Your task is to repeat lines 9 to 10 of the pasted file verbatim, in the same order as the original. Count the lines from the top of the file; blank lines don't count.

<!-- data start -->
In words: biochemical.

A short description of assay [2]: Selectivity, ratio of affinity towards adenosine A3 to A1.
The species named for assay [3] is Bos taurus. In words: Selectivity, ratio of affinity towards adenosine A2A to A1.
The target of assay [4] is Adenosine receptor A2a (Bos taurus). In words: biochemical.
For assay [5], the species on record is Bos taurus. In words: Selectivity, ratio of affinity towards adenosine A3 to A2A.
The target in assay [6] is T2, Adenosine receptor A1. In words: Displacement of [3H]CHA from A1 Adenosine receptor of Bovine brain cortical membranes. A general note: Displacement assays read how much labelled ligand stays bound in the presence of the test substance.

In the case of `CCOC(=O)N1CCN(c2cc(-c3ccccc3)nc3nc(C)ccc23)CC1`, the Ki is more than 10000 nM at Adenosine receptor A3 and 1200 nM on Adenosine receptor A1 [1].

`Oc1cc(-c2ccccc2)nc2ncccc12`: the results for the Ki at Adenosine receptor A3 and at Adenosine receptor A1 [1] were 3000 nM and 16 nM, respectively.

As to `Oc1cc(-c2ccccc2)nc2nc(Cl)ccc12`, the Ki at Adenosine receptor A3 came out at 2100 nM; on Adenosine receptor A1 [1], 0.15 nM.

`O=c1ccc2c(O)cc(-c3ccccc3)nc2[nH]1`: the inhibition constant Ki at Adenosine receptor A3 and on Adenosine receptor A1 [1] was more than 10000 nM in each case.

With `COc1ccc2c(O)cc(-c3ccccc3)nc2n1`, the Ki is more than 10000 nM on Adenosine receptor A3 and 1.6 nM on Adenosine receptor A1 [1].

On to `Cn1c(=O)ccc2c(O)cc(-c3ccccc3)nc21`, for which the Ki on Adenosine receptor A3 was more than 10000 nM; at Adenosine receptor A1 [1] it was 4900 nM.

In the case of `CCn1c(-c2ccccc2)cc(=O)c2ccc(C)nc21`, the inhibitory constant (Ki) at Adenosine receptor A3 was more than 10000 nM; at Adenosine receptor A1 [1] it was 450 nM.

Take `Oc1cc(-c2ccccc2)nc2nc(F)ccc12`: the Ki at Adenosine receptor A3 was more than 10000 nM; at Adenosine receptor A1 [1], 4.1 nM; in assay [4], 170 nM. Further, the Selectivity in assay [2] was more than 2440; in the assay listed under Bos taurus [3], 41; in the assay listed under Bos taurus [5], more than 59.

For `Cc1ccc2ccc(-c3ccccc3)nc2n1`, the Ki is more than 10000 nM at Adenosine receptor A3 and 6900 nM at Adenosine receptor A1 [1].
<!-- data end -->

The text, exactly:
As to `Oc1cc(-c2ccccc2)nc2nc(Cl)ccc12`, the Ki at Adenosine receptor A3 came out at 2100 nM; on Adenosine receptor A1 [1], 0.15 nM.

`O=c1ccc2c(O)cc(-c3ccccc3)nc2[nH]1`: the inhibition constant Ki at Adenosine receptor A3 and on Adenosine receptor A1 [1] was more than 10000 nM in each case.